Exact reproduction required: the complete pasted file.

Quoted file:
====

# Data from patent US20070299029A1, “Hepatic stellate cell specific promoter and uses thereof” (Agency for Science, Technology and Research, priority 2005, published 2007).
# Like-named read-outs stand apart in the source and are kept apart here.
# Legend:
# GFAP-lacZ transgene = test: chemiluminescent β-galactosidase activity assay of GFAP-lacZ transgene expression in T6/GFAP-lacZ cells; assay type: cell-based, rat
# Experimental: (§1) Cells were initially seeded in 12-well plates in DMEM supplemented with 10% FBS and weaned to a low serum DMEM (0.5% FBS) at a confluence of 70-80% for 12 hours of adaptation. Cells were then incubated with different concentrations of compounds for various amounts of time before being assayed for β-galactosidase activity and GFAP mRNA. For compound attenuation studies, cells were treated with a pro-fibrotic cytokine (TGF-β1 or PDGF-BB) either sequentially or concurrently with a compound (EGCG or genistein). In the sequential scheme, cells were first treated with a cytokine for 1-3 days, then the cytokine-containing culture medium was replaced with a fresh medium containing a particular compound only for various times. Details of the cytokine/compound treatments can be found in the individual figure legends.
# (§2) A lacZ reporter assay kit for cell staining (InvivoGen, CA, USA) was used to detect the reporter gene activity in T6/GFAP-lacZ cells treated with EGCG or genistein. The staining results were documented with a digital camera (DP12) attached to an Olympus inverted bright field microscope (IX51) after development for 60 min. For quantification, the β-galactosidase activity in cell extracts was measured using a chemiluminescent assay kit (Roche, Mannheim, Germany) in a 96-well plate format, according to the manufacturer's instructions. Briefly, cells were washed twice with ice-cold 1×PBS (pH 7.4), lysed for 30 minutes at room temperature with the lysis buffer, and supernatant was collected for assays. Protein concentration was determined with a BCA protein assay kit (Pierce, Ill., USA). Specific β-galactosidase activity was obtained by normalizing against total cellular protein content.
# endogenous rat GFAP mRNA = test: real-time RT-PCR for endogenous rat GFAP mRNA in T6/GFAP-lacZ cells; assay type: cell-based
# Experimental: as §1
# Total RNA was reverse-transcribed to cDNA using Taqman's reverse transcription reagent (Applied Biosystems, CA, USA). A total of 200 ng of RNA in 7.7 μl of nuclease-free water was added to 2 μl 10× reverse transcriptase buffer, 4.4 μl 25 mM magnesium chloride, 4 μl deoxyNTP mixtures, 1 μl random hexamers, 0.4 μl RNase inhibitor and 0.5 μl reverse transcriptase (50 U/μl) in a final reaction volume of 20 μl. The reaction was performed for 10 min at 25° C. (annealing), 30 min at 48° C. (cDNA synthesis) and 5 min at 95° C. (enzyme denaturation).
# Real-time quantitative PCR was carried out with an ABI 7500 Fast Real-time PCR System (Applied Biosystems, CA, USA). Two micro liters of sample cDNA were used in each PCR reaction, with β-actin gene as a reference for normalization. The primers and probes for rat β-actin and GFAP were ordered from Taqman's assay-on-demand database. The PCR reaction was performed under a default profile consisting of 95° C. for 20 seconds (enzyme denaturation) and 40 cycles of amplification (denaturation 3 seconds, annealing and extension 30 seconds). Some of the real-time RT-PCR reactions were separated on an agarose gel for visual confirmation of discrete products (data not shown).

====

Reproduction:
# Data from patent US20070299029A1, “Hepatic stellate cell specific promoter and uses thereof” (Agency for Science, Technology and Research, priority 2005, published 2007).
# Like-named read-outs stand apart in the source and are kept apart here.
# Legend:
# GFAP-lacZ transgene = test: chemiluminescent β-galactosidase activity assay of GFAP-lacZ transgene expression in T6/GFAP-lacZ cells; assay type: cell-based, rat
# Experimental: (§1) Cells were initially seeded in 12-well plates in DMEM supplemented with 10% FBS and weaned to a low serum DMEM (0.5% FBS) at a confluence of 70-80% for 12 hours of adaptation. Cells were then incubated with different concentrations of compounds for various amounts of time before being assayed for β-galactosidase activity and GFAP mRNA. For compound attenuation studies, cells were treated with a pro-fibrotic cytokine (TGF-β1 or PDGF-BB) either sequentially or concurrently with a compound (EGCG or genistein). In the sequential scheme, cells were first treated with a cytokine for 1-3 days, then the cytokine-containing culture medium was replaced with a fresh medium containing a particular compound only for various times. Details of the cytokine/compound treatments can be found in the individual figure legends.
# (§2) A lacZ reporter assay kit for cell staining (InvivoGen, CA, USA) was used to detect the reporter gene activity in T6/GFAP-lacZ cells treated with EGCG or genistein. The staining results were documented with a digital camera (DP12) attached to an Olympus inverted bright field microscope (IX51) after development for 60 min. For quantification, the β-galactosidase activity in cell extracts was measured using a chemiluminescent assay kit (Roche, Mannheim, Germany) in a 96-well plate format, according to the manufacturer's instructions. Briefly, cells were washed twice with ice-cold 1×PBS (pH 7.4), lysed for 30 minutes at room temperature with the lysis buffer, and supernatant was collected for assays. Protein concentration was determined with a BCA protein assay kit (Pierce, Ill., USA). Specific β-galactosidase activity was obtained by normalizing against total cellular protein content.
# endogenous rat GFAP mRNA = test: real-time RT-PCR for endogenous rat GFAP mRNA in T6/GFAP-lacZ cells; assay type: cell-based
# Experimental: as §1
# Total RNA was reverse-transcribed to cDNA using Taqman's reverse transcription reagent (Applied Biosystems, CA, USA). A total of 200 ng of RNA in 7.7 μl of nuclease-free water was added to 2 μl 10× reverse transcriptase buffer, 4.4 μl 25 mM magnesium chloride, 4 μl deoxyNTP mixtures, 1 μl random hexamers, 0.4 μl RNase inhibitor and 0.5 μl reverse transcriptase (50 U/μl) in a final reaction volume of 20 μl. The reaction was performed for 10 min at 25° C. (annealing), 30 min at 48° C. (cDNA synthesis) and 5 min at 95° C. (enzyme denaturation).
# Real-time quantitative PCR was carried out with an ABI 7500 Fast Real-time PCR System (Applied Biosystems, CA, USA). Two micro liters of sample cDNA were used in each PCR reaction, with β-actin gene as a reference for normalization. The primers and probes for rat β-actin and GFAP were ordered from Taqman's assay-on-demand database. The PCR reaction was performed under a default profile consisting of 95° C. for 20 seconds (enzyme denaturation) and 40 cycles of amplification (denaturation 3 seconds, annealing and extension 30 seconds). Some of the real-time RT-PCR reactions were separated on an agarose gel for visual confirmation of discrete products (data not shown).